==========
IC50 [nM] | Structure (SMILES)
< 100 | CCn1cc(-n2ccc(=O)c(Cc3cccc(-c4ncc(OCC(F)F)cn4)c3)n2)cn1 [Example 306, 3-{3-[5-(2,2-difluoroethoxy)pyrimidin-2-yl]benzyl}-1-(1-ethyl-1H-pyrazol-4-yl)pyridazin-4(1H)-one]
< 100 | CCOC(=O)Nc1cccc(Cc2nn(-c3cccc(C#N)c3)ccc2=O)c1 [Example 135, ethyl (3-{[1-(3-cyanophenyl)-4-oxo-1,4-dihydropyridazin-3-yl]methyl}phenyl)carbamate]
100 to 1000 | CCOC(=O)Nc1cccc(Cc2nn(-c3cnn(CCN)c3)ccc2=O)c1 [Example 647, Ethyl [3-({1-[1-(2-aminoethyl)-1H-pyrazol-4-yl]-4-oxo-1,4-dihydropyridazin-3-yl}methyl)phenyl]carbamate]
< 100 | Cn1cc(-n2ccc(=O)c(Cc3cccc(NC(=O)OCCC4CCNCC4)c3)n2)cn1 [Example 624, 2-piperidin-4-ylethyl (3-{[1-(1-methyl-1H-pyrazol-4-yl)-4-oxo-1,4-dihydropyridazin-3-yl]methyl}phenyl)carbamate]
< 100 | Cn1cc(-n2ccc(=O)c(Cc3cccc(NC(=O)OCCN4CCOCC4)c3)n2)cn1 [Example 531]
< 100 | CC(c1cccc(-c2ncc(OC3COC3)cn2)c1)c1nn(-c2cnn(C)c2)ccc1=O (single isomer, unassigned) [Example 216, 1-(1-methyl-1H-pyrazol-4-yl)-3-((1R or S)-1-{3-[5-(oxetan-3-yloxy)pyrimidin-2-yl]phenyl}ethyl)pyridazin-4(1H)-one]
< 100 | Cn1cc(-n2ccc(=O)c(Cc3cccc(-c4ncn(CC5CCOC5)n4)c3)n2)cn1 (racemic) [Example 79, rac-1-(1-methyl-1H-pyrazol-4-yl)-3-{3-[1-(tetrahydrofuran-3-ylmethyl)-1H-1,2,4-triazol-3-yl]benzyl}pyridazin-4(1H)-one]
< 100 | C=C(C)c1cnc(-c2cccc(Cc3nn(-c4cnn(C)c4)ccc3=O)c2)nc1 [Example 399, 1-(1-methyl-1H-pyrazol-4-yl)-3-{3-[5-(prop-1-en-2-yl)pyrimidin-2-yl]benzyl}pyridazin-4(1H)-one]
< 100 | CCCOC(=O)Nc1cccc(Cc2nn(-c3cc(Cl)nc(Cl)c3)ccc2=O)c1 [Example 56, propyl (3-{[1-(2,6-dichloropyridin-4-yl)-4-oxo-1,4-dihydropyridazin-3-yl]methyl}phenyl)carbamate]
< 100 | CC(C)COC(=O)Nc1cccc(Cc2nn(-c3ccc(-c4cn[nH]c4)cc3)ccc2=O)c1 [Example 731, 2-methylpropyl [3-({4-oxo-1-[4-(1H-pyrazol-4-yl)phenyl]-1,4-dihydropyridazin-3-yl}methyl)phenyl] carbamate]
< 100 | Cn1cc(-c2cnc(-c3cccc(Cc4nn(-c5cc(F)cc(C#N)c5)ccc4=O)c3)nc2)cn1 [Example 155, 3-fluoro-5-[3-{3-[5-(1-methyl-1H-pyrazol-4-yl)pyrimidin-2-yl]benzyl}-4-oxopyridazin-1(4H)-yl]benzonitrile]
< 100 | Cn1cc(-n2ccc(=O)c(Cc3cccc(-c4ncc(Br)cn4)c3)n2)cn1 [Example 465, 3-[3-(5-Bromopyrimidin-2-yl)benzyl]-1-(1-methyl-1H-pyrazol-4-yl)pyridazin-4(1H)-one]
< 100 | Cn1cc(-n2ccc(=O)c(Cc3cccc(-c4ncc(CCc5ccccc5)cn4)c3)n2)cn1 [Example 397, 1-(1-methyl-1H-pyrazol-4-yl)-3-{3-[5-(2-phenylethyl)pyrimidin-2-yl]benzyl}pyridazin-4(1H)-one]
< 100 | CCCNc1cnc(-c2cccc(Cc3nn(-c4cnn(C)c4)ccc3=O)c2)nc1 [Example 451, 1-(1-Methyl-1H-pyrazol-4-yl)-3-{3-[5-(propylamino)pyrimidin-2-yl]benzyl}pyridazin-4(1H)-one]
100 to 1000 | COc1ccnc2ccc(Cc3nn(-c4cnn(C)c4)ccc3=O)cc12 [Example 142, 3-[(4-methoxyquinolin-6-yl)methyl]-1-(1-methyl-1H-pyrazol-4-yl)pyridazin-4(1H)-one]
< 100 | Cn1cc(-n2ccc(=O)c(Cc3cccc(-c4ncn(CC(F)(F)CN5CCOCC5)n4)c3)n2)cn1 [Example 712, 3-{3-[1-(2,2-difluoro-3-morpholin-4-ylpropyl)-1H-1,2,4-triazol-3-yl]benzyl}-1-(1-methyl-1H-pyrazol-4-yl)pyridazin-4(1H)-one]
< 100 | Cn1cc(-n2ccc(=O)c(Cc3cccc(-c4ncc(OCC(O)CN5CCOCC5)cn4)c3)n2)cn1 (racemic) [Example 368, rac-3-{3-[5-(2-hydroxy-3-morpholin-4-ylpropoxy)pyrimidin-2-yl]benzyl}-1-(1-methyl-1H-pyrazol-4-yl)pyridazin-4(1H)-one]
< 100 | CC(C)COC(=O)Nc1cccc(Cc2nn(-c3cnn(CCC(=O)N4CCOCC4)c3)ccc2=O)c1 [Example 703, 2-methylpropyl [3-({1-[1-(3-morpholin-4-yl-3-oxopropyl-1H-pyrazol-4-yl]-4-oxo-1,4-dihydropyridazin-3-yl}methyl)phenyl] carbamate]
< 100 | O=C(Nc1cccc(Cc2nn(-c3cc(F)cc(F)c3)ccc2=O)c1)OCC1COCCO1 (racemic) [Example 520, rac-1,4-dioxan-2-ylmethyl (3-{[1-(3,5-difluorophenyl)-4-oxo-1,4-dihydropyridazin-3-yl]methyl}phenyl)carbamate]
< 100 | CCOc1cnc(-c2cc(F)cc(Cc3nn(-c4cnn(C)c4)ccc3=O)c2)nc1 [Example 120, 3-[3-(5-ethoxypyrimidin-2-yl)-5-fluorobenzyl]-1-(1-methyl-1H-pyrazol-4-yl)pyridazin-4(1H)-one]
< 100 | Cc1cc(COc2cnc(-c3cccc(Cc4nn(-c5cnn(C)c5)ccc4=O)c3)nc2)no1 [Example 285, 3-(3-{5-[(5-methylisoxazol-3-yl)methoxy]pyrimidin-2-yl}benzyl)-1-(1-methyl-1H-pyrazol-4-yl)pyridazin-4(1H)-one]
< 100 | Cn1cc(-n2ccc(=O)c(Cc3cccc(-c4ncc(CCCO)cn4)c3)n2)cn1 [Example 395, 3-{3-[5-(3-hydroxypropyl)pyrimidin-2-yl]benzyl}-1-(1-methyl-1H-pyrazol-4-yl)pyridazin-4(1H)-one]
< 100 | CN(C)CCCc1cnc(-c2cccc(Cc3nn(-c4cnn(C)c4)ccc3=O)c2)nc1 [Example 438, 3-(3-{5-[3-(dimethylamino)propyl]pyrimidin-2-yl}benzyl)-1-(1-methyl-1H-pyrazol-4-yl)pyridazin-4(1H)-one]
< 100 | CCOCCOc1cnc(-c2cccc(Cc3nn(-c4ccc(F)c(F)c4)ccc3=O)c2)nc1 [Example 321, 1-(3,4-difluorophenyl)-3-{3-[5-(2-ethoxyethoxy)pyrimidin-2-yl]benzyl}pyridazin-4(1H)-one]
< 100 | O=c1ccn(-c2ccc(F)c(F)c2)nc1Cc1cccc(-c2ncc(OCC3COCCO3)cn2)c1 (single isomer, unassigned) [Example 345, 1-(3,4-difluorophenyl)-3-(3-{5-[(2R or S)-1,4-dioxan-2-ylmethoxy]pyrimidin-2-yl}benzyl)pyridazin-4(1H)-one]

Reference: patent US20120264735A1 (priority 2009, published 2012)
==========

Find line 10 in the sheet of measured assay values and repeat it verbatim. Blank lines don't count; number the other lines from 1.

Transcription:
< 100 | CCCOC(=O)Nc1cccc(Cc2nn(-c3cc(Cl)nc(Cl)c3)ccc2=O)c1 [Example 56, propyl (3-{[1-(2,6-dichloropyridin-4-yl)-4-oxo-1,4-dihydropyridazin-3-yl]methyl}phenyl)carbamate]